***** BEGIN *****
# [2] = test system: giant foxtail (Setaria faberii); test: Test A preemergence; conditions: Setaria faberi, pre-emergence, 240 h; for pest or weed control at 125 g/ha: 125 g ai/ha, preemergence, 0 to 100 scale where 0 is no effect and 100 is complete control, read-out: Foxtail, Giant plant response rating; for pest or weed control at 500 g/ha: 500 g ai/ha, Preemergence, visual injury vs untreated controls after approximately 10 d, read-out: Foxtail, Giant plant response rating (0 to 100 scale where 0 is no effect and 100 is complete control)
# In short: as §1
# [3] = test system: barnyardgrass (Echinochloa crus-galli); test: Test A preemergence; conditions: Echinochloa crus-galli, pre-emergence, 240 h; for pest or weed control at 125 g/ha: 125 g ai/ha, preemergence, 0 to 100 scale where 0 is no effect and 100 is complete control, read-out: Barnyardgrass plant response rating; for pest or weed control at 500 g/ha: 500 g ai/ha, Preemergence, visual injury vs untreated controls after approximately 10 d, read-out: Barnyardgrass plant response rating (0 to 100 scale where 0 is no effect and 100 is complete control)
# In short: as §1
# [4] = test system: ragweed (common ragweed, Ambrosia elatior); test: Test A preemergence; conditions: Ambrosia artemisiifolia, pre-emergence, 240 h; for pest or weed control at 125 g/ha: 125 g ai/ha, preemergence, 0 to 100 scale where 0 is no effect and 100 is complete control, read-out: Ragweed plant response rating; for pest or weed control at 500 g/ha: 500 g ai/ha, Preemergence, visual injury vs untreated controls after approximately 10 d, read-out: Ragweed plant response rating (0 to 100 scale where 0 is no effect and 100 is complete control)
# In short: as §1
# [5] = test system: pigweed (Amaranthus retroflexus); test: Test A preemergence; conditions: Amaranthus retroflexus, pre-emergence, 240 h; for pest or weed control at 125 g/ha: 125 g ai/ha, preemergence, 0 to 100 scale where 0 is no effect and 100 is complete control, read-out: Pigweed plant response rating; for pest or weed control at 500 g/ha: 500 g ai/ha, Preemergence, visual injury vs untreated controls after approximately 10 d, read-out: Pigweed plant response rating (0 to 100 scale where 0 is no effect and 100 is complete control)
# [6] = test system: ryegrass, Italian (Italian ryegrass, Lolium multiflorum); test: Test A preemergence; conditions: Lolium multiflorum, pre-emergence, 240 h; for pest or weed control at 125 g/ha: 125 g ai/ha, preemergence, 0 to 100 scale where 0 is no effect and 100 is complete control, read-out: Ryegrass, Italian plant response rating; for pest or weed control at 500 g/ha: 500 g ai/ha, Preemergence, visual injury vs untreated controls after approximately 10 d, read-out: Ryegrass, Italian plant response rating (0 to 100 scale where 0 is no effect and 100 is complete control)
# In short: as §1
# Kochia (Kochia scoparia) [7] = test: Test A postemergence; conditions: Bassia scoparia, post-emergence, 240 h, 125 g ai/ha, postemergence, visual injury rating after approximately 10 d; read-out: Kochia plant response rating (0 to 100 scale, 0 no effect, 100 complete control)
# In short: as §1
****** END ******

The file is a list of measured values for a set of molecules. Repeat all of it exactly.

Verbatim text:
# [2] = test system: giant foxtail (Setaria faberii); test: Test A preemergence; conditions: Setaria faberi, pre-emergence, 240 h; for pest or weed control at 125 g/ha: 125 g ai/ha, preemergence, 0 to 100 scale where 0 is no effect and 100 is complete control, read-out: Foxtail, Giant plant response rating; for pest or weed control at 500 g/ha: 500 g ai/ha, Preemergence, visual injury vs untreated controls after approximately 10 d, read-out: Foxtail, Giant plant response rating (0 to 100 scale where 0 is no effect and 100 is complete control)
# In short: as §1
# [3] = test system: barnyardgrass (Echinochloa crus-galli); test: Test A preemergence; conditions: Echinochloa crus-galli, pre-emergence, 240 h; for pest or weed control at 125 g/ha: 125 g ai/ha, preemergence, 0 to 100 scale where 0 is no effect and 100 is complete control, read-out: Barnyardgrass plant response rating; for pest or weed control at 500 g/ha: 500 g ai/ha, Preemergence, visual injury vs untreated controls after approximately 10 d, read-out: Barnyardgrass plant response rating (0 to 100 scale where 0 is no effect and 100 is complete control)
# In short: as §1
# [4] = test system: ragweed (common ragweed, Ambrosia elatior); test: Test A preemergence; conditions: Ambrosia artemisiifolia, pre-emergence, 240 h; for pest or weed control at 125 g/ha: 125 g ai/ha, preemergence, 0 to 100 scale where 0 is no effect and 100 is complete control, read-out: Ragweed plant response rating; for pest or weed control at 500 g/ha: 500 g ai/ha, Preemergence, visual injury vs untreated controls after approximately 10 d, read-out: Ragweed plant response rating (0 to 100 scale where 0 is no effect and 100 is complete control)
# In short: as §1
# [5] = test system: pigweed (Amaranthus retroflexus); test: Test A preemergence; conditions: Amaranthus retroflexus, pre-emergence, 240 h; for pest or weed control at 125 g/ha: 125 g ai/ha, preemergence, 0 to 100 scale where 0 is no effect and 100 is complete control, read-out: Pigweed plant response rating; for pest or weed control at 500 g/ha: 500 g ai/ha, Preemergence, visual injury vs untreated controls after approximately 10 d, read-out: Pigweed plant response rating (0 to 100 scale where 0 is no effect and 100 is complete control)
# [6] = test system: ryegrass, Italian (Italian ryegrass, Lolium multiflorum); test: Test A preemergence; conditions: Lolium multiflorum, pre-emergence, 240 h; for pest or weed control at 125 g/ha: 125 g ai/ha, preemergence, 0 to 100 scale where 0 is no effect and 100 is complete control, read-out: Ryegrass, Italian plant response rating; for pest or weed control at 500 g/ha: 500 g ai/ha, Preemergence, visual injury vs untreated controls after approximately 10 d, read-out: Ryegrass, Italian plant response rating (0 to 100 scale where 0 is no effect and 100 is complete control)
# In short: as §1
# Kochia (Kochia scoparia) [7] = test: Test A postemergence; conditions: Bassia scoparia, post-emergence, 240 h, 125 g ai/ha, postemergence, visual injury rating after approximately 10 d; read-out: Kochia plant response rating (0 to 100 scale, 0 no effect, 100 complete control)
# In short: as §1